Hand to Mouth

Hand to Mouth

Living in Bootstrap America

  • Hardcover
  • ISBN 9780399171987
  • 224 Pages
  • Amy Einhorn Books/Putnam
  • Adult


From the author of the eye-opening and controversial essay on poverty that was read by millions comes the real-life Nickel and Dimed, as Linda Tirado explains what it’s like to be working poor in America, and why poor people make the decisions they do.

We in America have certain ideas of what it means to be poor. Linda Tirado, in her signature brutally honest yet personable voice, takes all of these preconceived notions and smashes them to bits. She articulates not only what it is to be working poor in America (yes, you can be poor and live in a house and have a job, even two), but what poverty is truly like—on all levels.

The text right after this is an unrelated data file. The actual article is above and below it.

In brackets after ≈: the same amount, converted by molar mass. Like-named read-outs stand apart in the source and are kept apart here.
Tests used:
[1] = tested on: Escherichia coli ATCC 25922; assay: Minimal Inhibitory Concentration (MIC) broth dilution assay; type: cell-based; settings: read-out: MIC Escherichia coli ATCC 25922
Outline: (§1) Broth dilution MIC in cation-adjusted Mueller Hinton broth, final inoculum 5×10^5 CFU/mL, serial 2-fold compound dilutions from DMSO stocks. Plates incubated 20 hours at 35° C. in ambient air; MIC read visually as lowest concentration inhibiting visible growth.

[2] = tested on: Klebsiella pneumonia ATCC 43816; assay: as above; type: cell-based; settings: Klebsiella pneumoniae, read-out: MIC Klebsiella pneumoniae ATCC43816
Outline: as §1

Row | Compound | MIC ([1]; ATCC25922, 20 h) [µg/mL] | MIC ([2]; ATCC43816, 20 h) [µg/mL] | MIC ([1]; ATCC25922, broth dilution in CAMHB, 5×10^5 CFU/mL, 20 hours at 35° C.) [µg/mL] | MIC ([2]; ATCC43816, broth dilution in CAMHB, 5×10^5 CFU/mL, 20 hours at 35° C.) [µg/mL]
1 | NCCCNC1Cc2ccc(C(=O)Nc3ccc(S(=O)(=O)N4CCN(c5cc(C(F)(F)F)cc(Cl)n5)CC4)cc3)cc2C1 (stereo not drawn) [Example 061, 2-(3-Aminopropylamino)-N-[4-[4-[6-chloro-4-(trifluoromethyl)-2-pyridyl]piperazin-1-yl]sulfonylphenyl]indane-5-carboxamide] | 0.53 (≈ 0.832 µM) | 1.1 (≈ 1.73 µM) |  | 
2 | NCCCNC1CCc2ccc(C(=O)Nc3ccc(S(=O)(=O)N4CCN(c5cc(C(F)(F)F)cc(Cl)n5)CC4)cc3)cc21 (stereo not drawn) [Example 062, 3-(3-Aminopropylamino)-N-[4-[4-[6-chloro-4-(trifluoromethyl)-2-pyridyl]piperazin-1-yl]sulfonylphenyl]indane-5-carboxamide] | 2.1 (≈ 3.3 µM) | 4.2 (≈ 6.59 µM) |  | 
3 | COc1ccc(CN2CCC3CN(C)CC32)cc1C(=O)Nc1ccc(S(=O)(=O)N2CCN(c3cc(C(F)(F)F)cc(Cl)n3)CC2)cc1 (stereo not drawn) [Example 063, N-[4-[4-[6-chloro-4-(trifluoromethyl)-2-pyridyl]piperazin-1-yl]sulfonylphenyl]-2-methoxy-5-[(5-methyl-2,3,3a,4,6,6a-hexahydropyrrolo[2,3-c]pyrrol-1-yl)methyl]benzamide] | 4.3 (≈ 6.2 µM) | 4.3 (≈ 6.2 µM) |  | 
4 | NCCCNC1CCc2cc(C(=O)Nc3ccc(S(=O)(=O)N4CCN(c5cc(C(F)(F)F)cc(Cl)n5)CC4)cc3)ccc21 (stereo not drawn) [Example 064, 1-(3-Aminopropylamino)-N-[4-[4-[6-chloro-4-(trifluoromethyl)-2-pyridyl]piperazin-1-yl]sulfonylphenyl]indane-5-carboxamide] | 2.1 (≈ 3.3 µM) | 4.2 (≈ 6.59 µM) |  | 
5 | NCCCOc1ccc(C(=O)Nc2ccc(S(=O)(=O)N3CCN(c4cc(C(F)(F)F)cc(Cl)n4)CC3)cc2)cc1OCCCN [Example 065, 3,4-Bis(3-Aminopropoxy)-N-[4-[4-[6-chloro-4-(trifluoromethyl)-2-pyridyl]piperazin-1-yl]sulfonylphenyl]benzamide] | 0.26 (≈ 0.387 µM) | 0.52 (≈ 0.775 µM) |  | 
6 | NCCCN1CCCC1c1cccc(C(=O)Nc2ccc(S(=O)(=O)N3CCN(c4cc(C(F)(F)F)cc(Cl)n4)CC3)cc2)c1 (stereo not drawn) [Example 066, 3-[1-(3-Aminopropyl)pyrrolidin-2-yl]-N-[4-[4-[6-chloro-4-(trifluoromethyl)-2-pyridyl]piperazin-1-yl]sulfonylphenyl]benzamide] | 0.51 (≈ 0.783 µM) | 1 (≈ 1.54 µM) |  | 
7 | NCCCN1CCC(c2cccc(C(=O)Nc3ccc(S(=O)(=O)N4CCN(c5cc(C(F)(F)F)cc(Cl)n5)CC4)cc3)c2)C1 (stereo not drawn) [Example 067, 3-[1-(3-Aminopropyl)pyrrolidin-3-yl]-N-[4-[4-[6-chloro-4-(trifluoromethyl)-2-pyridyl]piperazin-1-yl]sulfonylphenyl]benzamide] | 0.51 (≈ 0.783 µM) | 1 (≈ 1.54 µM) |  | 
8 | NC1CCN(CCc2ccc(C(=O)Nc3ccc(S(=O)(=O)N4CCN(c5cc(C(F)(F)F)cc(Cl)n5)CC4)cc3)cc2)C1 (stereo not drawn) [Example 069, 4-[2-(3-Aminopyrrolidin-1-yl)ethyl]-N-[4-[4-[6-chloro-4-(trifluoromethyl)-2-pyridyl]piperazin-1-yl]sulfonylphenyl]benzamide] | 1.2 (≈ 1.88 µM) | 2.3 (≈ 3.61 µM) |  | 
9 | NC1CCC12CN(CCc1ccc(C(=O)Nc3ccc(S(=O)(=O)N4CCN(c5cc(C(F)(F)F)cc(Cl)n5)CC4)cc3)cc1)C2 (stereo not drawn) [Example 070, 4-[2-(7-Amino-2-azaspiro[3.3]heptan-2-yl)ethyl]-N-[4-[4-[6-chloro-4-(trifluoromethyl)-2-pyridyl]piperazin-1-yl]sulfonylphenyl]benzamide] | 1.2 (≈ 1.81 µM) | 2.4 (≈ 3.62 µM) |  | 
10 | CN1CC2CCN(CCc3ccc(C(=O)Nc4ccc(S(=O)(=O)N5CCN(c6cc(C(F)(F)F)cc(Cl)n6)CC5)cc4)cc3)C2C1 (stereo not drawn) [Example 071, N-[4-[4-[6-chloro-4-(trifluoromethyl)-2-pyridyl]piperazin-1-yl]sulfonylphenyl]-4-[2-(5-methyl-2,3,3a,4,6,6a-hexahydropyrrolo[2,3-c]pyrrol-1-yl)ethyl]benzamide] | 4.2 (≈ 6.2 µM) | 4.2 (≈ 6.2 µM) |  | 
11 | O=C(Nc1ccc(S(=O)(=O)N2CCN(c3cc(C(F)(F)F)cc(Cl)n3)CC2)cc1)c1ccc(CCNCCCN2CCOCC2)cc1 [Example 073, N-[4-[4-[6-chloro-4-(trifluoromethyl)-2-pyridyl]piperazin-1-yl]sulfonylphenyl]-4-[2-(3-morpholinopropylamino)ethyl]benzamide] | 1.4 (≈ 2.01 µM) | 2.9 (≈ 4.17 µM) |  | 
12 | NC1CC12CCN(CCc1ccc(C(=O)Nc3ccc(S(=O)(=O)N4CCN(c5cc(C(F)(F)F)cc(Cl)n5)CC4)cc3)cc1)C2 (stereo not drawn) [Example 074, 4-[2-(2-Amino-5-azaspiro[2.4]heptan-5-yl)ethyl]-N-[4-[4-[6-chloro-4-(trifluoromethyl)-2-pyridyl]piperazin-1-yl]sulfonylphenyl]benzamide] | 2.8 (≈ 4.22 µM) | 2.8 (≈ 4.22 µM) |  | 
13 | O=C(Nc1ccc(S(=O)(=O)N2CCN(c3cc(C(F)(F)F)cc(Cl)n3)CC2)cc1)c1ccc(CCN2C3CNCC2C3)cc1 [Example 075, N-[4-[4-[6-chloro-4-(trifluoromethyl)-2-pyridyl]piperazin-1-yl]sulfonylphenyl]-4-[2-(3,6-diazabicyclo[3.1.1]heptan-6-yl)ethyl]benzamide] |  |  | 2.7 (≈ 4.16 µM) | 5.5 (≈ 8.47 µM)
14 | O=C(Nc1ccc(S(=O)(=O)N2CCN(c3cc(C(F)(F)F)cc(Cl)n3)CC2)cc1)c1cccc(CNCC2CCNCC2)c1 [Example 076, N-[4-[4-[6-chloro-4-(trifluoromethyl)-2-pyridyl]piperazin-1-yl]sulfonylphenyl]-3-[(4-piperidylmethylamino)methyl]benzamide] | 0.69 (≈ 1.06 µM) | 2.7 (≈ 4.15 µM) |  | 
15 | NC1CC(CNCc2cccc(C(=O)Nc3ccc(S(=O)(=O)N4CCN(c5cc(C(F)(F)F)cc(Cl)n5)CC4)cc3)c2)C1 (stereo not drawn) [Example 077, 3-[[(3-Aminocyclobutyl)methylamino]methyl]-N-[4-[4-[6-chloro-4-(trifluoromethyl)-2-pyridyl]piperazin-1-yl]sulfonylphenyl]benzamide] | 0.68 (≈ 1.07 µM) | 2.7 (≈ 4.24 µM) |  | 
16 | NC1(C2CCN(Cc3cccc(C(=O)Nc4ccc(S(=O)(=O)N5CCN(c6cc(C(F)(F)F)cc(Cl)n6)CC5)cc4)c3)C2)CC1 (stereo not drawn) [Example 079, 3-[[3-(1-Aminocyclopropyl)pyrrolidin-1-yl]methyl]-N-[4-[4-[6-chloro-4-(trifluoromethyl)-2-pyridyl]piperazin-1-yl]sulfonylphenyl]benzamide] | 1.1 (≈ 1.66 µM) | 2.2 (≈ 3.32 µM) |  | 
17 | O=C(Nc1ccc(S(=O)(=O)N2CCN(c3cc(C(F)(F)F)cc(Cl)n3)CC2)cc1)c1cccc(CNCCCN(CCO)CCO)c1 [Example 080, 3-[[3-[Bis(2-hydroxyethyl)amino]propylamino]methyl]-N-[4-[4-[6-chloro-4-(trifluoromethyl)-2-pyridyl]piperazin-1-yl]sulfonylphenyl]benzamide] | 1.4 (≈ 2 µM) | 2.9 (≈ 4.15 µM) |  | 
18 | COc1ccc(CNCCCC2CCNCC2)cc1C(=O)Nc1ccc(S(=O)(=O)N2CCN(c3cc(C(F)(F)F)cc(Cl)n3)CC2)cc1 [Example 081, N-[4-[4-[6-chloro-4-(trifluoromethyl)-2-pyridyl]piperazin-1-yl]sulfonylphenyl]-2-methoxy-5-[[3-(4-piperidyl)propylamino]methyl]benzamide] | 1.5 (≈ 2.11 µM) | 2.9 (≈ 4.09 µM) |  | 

In her thought-provoking voice, Tirado discusses how she went from lower-middle class, to sometimes middle class, to poor and everything in between, and in doing so reveals why “poor people don’t always behave the way middle-class America thinks they should.” 


I’d like people to know that we’re not stupid. Our decisions are not made, nor our lives, lived in a vacuum. It’s not like we’re choosing to eat utter crap instead of quinoa. It’s that we’ve just worked eighteen solid hours and we still need to clean the house and we’re due back at work in eight hours and cooking takes sleep time. It’s the dopamine thing again. You know in So I Married An Axe Murderer, when the dad talks about how The Colonel puts an addictive chemical in his chicken that makes you crave it fortnightly, smartass? That’s actually true. Humans can become addicted to the food of the poor. We aren’t dumb, we know this. We just don’t have the energy to fight it and real food is expensive and time-consuming. And we don’t have the luxury of vanity; we know it’ll make us fat, but why on earth would we care? Are we going to suddenly become less marginalized if we are a size 12 instead of 20? Is that a thing that keeps the rent paid? No? Then we don’t care.